Low Sodium Recommendations

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Ducatista
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Re: Low Sodium Recommendations

Postby Ducatista » Mon Nov 06, 2017 5:53 pm

Prof. Wagstaff wrote:Why should carrots be salty, for fucks' sake? So while I appreciate the science, I think modern folk are just overly used to things tasting salty because we've just decided as a culture that's how shit's supposed to be.

Both links point out that salt does more than just make things taste salty (unless you add it right before eating).

But yeah, we've been on an upward salt spiral for a while. It's a cheap and easy cheat to make prepared foods, especially low-quality prepared foods, more palatable.

I don't much care, because salt isn't a problem for me. I'd be pretty frustrated if it were.

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Re: Low Sodium Recommendations

Postby Cadfael » Mon Nov 06, 2017 8:02 pm

I remember when whatever mcfood chain came out with a meat sandwich. A piece of beef between two pieces of breaded chicken I think. A blogger bought one and ate it. It took two or three tries but I think he ate it all. But the thing that I remember most is the line "When I bit into it my first thought was salt! Oh My God, SAAALT!"

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Re: Low Sodium Recommendations

Postby snoqueen » Mon Nov 06, 2017 8:58 pm

I don't think I have any salt in the house. I've got a little thing of soy sauce, but that's it. Salty food doesn't appeal to me. Once you get accustomed to something, the other alternative just seems "off." In other words I agree with Wags -- it's about what you're used to.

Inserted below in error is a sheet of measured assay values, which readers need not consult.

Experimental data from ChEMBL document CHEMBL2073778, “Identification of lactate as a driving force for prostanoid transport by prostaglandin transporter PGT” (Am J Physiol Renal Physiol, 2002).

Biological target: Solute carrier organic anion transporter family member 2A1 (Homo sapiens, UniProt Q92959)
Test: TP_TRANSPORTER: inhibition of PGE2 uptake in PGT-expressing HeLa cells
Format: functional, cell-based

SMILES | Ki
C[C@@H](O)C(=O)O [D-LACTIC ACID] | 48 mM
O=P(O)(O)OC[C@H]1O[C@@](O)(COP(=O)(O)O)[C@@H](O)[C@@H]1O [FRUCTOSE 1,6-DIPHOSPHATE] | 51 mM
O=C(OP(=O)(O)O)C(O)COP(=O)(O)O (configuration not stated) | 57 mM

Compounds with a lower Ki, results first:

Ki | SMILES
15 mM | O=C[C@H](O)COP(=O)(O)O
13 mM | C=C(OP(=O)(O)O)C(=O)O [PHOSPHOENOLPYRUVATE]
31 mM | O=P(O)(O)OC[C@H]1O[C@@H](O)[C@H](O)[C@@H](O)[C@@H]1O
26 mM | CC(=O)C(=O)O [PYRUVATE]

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Re: Low Sodium Recommendations

Postby Prof. Wagstaff » Mon Nov 06, 2017 10:10 pm

snoqueen wrote:Once you get accustomed to something, the other alternative just seems "off." In other words I agree with Wags -- it's about what you're used to.


Ducatista's NCBI link agrees this is likely the case (there are links to studies in the original):
Anecdotal reports, clinical impressions, and a limited body of experimental evidence suggest that when people assume a lower-sodium diet, they will gradually come to appreciate the lowered sodium and acclimate to it. For example, the Arctic explorer Stefansson reported that while he was living with Inuit groups who do not add salt to their food, he first found the foods insipid and craved salt; within a few months, however, he lost desire for added salt, and when he tasted food with it, he found it unpalatable.

Experimental evidence, albeit limited, supports these anecdotes and suggests that the preference for salt is a malleable trait. These studies reveal that when people undertake a low-sodium diet, the immediate response is to strongly dislike the foods with less salt. However, the lower-sodium diet eventually becomes accepted, and in fact, foods containing the previous amount of salt may be perceived as too salty. For example, one study that examined a very small number of individuals reported that after consuming a diet with a 30–50 percent overall reduction in sodium content for 2 to 3 months, volunteers gradually developed a preference for foods with lower salt levels. In other words, they acclimated to the lower-salt diet. In a study with many more subjects, Elmer reported very similar results . . .